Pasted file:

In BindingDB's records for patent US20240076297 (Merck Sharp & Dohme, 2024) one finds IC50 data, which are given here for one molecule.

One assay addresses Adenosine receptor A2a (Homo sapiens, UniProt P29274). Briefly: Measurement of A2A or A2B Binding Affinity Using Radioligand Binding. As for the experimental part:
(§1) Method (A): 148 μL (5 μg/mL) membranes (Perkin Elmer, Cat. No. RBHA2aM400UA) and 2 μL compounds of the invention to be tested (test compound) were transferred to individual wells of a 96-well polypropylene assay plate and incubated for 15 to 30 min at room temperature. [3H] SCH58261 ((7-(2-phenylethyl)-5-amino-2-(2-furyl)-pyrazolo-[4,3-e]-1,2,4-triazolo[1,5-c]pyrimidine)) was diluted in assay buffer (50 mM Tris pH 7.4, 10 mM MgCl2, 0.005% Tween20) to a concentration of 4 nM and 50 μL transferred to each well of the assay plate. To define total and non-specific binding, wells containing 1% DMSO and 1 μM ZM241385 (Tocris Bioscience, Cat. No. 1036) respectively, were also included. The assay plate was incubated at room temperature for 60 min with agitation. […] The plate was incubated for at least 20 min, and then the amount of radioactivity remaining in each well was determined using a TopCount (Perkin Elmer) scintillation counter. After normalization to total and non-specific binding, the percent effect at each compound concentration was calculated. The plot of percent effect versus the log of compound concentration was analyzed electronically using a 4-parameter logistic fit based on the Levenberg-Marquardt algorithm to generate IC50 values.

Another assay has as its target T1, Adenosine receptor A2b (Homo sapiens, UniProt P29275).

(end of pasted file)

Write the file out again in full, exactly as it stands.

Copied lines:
In BindingDB's records for patent US20240076297 (Merck Sharp & Dohme, 2024) one finds IC50 data, which are given here for one molecule.

One assay addresses Adenosine receptor A2a (Homo sapiens, UniProt P29274). Briefly: Measurement of A2A or A2B Binding Affinity Using Radioligand Binding. As for the experimental part:
(§1) Method (A): 148 μL (5 μg/mL) membranes (Perkin Elmer, Cat. No. RBHA2aM400UA) and 2 μL compounds of the invention to be tested (test compound) were transferred to individual wells of a 96-well polypropylene assay plate and incubated for 15 to 30 min at room temperature. [3H] SCH58261 ((7-(2-phenylethyl)-5-amino-2-(2-furyl)-pyrazolo-[4,3-e]-1,2,4-triazolo[1,5-c]pyrimidine)) was diluted in assay buffer (50 mM Tris pH 7.4, 10 mM MgCl2, 0.005% Tween20) to a concentration of 4 nM and 50 μL transferred to each well of the assay plate. To define total and non-specific binding, wells containing 1% DMSO and 1 μM ZM241385 (Tocris Bioscience, Cat. No. 1036) respectively, were also included. The assay plate was incubated at room temperature for 60 min with agitation. […] The plate was incubated for at least 20 min, and then the amount of radioactivity remaining in each well was determined using a TopCount (Perkin Elmer) scintillation counter. After normalization to total and non-specific binding, the percent effect at each compound concentration was calculated. The plot of percent effect versus the log of compound concentration was analyzed electronically using a 4-parameter logistic fit based on the Levenberg-Marquardt algorithm to generate IC50 values.

Another assay has as its target T1, Adenosine receptor A2b (Homo sapiens, UniProt P29275).